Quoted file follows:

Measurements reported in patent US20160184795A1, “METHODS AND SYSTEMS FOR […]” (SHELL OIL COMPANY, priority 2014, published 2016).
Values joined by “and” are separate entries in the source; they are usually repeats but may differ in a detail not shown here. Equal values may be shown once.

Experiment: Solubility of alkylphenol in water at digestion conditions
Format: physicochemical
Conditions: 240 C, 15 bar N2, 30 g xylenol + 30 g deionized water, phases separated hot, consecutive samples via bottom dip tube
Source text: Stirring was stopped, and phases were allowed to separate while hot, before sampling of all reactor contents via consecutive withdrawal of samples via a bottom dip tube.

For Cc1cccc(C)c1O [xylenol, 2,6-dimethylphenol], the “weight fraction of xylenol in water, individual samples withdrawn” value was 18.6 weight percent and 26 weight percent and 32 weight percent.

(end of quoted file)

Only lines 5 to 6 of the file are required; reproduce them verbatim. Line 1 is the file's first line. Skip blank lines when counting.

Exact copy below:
Conditions: 240 C, 15 bar N2, 30 g xylenol + 30 g deionized water, phases separated hot, consecutive samples via bottom dip tube
Source text: Stirring was stopped, and phases were allowed to separate while hot, before sampling of all reactor contents via consecutive withdrawal of samples via a bottom dip tube.